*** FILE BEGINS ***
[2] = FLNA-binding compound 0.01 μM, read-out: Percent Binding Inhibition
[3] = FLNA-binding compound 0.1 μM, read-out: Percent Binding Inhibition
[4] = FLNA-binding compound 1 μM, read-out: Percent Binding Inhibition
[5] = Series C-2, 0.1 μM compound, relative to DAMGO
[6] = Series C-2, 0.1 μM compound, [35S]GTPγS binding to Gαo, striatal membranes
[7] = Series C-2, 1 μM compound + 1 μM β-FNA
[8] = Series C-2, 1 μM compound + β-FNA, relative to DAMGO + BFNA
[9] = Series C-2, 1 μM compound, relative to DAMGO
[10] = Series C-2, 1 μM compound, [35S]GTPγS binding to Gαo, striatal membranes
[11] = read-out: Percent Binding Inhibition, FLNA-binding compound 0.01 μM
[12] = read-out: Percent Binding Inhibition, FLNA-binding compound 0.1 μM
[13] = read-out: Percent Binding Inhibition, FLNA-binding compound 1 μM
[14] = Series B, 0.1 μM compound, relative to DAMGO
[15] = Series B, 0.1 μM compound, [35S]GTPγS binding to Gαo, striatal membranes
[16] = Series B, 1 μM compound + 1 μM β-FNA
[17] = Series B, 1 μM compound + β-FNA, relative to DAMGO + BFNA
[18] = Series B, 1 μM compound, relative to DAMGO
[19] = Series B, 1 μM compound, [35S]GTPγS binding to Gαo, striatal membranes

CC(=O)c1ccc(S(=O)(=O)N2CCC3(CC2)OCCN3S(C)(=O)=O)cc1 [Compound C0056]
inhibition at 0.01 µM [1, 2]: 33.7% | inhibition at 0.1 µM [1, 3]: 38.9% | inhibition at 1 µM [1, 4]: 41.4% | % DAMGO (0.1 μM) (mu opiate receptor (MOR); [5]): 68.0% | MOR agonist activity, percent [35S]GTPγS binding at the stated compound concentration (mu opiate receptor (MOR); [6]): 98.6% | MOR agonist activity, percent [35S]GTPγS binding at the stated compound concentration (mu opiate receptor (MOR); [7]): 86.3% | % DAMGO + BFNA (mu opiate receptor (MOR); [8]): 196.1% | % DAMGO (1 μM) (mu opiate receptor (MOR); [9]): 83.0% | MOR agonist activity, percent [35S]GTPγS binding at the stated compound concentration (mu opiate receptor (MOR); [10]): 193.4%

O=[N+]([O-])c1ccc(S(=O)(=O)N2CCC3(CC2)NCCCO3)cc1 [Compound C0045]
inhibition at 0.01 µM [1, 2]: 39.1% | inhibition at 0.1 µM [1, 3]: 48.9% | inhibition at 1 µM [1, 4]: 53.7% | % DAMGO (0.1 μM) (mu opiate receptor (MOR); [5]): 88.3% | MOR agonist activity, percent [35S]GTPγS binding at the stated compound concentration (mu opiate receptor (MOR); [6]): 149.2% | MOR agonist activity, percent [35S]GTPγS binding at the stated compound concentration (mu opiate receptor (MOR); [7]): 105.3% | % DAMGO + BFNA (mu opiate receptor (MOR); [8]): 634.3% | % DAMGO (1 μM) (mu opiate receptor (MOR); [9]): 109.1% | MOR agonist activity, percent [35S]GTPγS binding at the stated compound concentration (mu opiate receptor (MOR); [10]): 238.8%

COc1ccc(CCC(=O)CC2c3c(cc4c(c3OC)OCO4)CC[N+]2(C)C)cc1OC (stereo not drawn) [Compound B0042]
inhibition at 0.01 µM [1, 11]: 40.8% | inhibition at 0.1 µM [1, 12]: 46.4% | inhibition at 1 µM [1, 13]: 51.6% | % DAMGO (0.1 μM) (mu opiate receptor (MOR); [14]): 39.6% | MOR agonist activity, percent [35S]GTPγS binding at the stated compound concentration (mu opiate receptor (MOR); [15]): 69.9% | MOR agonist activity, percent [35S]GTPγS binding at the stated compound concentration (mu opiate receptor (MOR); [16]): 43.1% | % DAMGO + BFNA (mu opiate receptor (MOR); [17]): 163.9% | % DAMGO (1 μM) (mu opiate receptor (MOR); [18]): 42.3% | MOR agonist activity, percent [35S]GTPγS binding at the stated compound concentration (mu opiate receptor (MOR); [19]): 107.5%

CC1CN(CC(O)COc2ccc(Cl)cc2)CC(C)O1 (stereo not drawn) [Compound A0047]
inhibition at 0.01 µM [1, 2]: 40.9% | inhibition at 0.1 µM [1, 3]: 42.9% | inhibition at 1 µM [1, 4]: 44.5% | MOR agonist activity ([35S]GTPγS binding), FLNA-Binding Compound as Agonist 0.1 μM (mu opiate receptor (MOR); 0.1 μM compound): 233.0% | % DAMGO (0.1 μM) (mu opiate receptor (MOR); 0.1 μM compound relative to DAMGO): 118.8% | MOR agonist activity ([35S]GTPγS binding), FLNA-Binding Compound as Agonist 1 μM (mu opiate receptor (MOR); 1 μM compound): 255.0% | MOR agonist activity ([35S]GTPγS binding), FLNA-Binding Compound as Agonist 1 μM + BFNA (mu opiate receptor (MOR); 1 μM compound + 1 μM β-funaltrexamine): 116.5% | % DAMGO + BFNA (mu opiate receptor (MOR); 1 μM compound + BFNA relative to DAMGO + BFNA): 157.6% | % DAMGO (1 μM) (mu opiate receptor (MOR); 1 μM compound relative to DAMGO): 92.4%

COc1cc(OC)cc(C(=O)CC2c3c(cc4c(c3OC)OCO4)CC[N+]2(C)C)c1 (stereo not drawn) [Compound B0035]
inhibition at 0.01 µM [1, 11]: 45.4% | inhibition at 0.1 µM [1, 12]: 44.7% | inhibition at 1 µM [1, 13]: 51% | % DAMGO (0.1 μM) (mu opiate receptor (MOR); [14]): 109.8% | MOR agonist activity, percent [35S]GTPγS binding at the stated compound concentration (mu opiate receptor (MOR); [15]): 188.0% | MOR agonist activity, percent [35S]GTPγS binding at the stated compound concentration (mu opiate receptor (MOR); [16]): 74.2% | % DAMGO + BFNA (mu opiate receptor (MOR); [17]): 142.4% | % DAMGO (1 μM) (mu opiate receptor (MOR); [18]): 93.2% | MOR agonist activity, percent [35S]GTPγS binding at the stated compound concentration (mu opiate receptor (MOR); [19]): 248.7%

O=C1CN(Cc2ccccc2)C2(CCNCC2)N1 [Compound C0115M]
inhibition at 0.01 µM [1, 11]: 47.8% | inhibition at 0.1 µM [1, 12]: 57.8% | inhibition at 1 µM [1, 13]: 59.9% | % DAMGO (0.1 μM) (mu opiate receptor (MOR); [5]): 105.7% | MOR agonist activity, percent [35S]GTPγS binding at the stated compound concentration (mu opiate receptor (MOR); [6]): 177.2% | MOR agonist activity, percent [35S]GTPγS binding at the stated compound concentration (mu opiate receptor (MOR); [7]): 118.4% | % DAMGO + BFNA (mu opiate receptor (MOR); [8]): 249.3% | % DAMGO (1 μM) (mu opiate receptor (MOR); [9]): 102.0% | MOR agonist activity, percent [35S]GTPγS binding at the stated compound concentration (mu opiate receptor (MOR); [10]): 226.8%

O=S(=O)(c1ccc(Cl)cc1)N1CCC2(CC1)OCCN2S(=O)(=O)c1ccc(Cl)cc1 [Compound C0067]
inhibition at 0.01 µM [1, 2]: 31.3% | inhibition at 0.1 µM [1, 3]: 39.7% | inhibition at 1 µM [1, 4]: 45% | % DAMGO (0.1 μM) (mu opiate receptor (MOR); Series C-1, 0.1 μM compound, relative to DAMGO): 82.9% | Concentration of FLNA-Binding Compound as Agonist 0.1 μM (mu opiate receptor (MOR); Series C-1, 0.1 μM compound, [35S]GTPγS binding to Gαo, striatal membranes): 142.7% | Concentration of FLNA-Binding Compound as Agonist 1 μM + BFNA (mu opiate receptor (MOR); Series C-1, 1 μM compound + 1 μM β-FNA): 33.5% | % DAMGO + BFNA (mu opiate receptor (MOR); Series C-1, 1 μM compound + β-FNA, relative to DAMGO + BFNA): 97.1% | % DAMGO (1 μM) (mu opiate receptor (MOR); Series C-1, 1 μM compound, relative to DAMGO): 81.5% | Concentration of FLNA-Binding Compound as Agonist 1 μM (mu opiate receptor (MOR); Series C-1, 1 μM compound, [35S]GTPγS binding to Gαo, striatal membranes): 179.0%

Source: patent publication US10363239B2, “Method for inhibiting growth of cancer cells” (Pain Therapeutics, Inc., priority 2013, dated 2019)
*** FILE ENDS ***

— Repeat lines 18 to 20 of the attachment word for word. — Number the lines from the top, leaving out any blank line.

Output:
[19] = Series B, 1 μM compound, [35S]GTPγS binding to Gαo, striatal membranes

CC(=O)c1ccc(S(=O)(=O)N2CCC3(CC2)OCCN3S(C)(=O)=O)cc1 [Compound C0056]
inhibition at 0.01 µM [1, 2]: 33.7% | inhibition at 0.1 µM [1, 3]: 38.9% | inhibition at 1 µM [1, 4]: 41.4% | % DAMGO (0.1 μM) (mu opiate receptor (MOR); [5]): 68.0% | MOR agonist activity, percent [35S]GTPγS binding at the stated compound concentration (mu opiate receptor (MOR); [6]): 98.6% | MOR agonist activity, percent [35S]GTPγS binding at the stated compound concentration (mu opiate receptor (MOR); [7]): 86.3% | % DAMGO + BFNA (mu opiate receptor (MOR); [8]): 196.1% | % DAMGO (1 μM) (mu opiate receptor (MOR); [9]): 83.0% | MOR agonist activity, percent [35S]GTPγS binding at the stated compound concentration (mu opiate receptor (MOR); [10]): 193.4%